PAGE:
HALL, GEORGE BENSON, lumberman and businessman of the region of Quebec; b. 1810 at Amherstburg, U.C., son of George Benson Hall, an officer in the Royal Navy, and Angelica Fortier; d. 4 Sept. 1876 at Montmorency, Que., and buried 7 September in Mount Hermon cemetery at Quebec.
George Benson Hall was of Irish descent and was an Anglican; his father had come to Canada with the British troops sent to defend the colonies during the Anglo-American War of 1812, and had assumed command of one of the ships under General Isaac Brock*’s orders in the Great Lakes.
The circumstances that brought his son to the Quebec region are unknown. It seems that Hall merely wanted to take advantage of the commercial exploitation of timber, which in the 19th century was being carried out on a large scale in the province of Quebec. But when in 1842 Great Britain revoked the preferential customs tariff formerly granted to the Canadas, and began to buy Baltic timber which was sold more cheaply, Hall was one of those who saw the expansion of the lumber industry as the answer. And Hall was doubly served by circumstances. The 1854 reciprocity treaty created favourable conditions for sawmill owners by opening to them a large, safe market in the United States. Furthermore, in 1843 Hall had married Mary Jane Patterson, only daughter of Peter Patterson*, from whom he inherited an important business undertaking. By harnessing the power of the Montmorency Falls, Patterson had started the lumber-milling industry in the Quebec region. Conducted on profitable lines, the exploitation of commercial lumber had been so extensive that on 27 May 1844 Patterson had been able to purchase the seigneury of Beauport for £8,300.
Thus favoured, Hall increased his commercial activities in the Quebec region and beyond. Over a period of 25 years, using his intelligence and energy, he bought sawmills which he made prosperous, and obtained new land grants in all the regions of Canada East, even on the upper Matawin River where in 1869 he set up a farm to supply his lumber camps with agricultural produce. At his death in 1876 he was acknowledged to be one of the most active and one of the richest lumbermen in Canada. According to The storied province of Quebec, “The Hall Mills at Montmorency were the greatest in the world.” His business then passed into the hands of his son, Peter Patterson Hall (1851–1910), one of his ten children born between 1843 and 1863.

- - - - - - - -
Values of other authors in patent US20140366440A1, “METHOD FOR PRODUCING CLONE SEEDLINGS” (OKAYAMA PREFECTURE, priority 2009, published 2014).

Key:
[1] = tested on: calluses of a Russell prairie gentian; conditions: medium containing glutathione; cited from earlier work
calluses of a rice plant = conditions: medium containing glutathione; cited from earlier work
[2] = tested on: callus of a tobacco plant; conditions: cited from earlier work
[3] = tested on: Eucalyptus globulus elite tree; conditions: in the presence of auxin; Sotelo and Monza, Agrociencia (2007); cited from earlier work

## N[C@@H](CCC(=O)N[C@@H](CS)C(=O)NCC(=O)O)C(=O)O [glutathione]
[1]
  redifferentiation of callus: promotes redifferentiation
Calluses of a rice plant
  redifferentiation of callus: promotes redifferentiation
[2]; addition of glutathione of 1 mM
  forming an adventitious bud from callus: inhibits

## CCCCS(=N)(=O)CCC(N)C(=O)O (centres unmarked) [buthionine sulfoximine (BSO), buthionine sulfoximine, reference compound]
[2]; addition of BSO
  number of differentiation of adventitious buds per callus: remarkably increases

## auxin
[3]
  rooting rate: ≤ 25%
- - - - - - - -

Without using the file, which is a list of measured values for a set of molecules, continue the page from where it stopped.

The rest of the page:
For Quebec City, Hall was a valuable citizen: he opened a lumber business there in 1851, and, as an alderman, took part in the government of the town from 1853 to 1862. But it was the region of Montmorency Falls and the parish of Beauport that particularly benefited from Hall’s activity. In 1876, 800 families of this region owed their livelihood to his lumber business. Consequently, immediately after his sudden death the municipal council of Beauport held a special meeting, and, in the form of unanimous resolutions, the citizens of Beauport acknowledged George Benson Hall as “one of the greatest benefactors of the parish,” and “the protector and father” of all the socially underprivileged of Beauport. In the opinion of the editor of the Morning Chronicle of Quebec, Hall was “one of Quebec’s most prominent and enterprising citizens . . . particularly esteemed for the benevolence and kindness of his character.”
AJQ, Greffe de E. G. Meredith, acte de vente des héritiers Hall à L.-A. Sénécal, 7 juin 1883. AVQ, Procès-verbaux du conseil. Documents concernant la construction, la pose de la pierre angulaire et l’inauguration solennelle du nouvel hôtel-de-ville (Québec, 1896). Le Canadien (Québec), 7 sept. 1876. L’Événement (Québec), 7 sept. 1876. Morning Chronicle (Quebec), 6 Sept. 1876. Raoul Blanchard, Le Canada français; province de Québec; étude géographique (Montréal, 1960). Storied Quebec (Wood et al.), I, 402; IV, 400. P.-B. Casgrain, “Le Kent-House; rectification historique,” BRH, XIX (1913), 5–9.